How to go viral

Nine years ago, an eighteen-year-old American posted a video onto imagesNewgrounds.com of himself dancing and lip-synching to “Dragostea din tei” that almost immediately went viral. You may better recognize this song as “Numa Numa“. Today, the video has almost 53 million views on YouTube alone.

In the history of the internet, this particular video was the first video to go viral.  How did that happen? How did a low-quality video of an unknown young adult lip-synching garner such attention?  When the marketing industry spends copious amounts of money trying to achieve this sort of exposure, how did a random guy do so without even trying?

That is the million trillion dollar question that, unfortunately, does not have an answer.

According to Duncan J. Watts, it is impossible to predict a reliable hit.  You can’t create something and know in advance that it will go viral.  There is no mathematical equation. No Exception.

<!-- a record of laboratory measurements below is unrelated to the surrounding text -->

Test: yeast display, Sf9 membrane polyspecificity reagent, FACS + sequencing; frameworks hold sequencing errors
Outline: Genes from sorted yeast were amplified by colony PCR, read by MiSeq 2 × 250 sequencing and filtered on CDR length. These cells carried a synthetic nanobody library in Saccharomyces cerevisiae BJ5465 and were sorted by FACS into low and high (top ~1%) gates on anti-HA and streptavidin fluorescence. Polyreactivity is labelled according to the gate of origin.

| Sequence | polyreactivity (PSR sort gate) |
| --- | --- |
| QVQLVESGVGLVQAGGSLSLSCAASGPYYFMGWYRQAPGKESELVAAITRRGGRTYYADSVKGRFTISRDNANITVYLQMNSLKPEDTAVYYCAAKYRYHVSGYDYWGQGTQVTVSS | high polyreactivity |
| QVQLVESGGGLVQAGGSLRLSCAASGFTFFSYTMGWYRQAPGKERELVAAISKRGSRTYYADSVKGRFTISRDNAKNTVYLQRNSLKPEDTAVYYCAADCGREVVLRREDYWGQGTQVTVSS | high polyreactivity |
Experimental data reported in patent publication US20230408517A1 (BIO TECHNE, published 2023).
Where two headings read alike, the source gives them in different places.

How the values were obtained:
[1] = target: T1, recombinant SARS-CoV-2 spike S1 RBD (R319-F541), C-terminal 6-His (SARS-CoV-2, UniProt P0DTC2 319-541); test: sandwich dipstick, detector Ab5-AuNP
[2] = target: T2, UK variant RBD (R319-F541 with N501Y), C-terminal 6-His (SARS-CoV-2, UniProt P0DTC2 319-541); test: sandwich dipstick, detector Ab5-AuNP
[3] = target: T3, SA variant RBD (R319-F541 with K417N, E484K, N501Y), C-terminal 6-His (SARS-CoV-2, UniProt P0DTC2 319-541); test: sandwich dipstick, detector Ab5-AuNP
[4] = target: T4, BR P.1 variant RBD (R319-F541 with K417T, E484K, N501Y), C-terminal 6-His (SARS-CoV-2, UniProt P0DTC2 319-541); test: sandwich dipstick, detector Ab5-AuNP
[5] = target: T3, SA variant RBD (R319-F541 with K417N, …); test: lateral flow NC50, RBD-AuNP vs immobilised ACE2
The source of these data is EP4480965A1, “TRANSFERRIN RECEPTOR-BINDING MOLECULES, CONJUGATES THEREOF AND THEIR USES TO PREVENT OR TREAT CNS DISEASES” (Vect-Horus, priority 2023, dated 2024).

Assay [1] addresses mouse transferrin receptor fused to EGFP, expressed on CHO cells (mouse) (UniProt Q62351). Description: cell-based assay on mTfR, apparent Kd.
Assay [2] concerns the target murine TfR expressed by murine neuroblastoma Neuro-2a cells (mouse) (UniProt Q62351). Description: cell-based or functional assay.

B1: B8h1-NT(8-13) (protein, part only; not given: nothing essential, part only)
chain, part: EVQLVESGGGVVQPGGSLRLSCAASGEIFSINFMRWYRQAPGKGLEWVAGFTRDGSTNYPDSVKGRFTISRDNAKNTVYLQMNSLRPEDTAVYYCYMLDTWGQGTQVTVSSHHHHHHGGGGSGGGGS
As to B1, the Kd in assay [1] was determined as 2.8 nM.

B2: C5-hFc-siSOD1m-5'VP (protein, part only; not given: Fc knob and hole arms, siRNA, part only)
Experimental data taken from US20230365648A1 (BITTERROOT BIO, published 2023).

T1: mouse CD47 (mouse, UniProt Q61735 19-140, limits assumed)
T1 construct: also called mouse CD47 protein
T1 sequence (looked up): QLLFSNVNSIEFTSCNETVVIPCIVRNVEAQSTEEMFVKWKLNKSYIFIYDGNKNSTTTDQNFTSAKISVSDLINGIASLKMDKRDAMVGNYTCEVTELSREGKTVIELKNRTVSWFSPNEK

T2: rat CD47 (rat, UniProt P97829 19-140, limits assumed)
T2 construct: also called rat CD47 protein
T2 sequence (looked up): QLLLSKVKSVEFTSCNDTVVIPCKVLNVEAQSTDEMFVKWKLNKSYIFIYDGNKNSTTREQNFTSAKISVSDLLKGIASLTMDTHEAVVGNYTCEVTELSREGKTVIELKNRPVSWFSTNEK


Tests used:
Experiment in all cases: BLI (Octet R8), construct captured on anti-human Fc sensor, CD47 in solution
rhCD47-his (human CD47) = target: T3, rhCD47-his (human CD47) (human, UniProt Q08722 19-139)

Why? Watts says one reason is because of something he calls the cumulative advantage.

Similar to “Numa Numa”, a photo taken during Hurricane Sandy of a carousel and posted to Instagram without much thought turned into an internet sensation and went viral immediately.  It was unexpected and unplanned.

Now you may be wondering why I would title this post as “How to go viral” when I just finished explaining how it is impossible to do. But hold on, there are certain measures you can make to increase your chances.

It all comes down to your exposure online and your interactions with others.

Mack Collier wrote a great post explaining, step-by-step, how to help your blog succeed. Blogging is, in my opinion, the best way to get yourself out there in the digital realm and make a name for yourself.

Ultimately, you need to create a strict plan – and stick to it.

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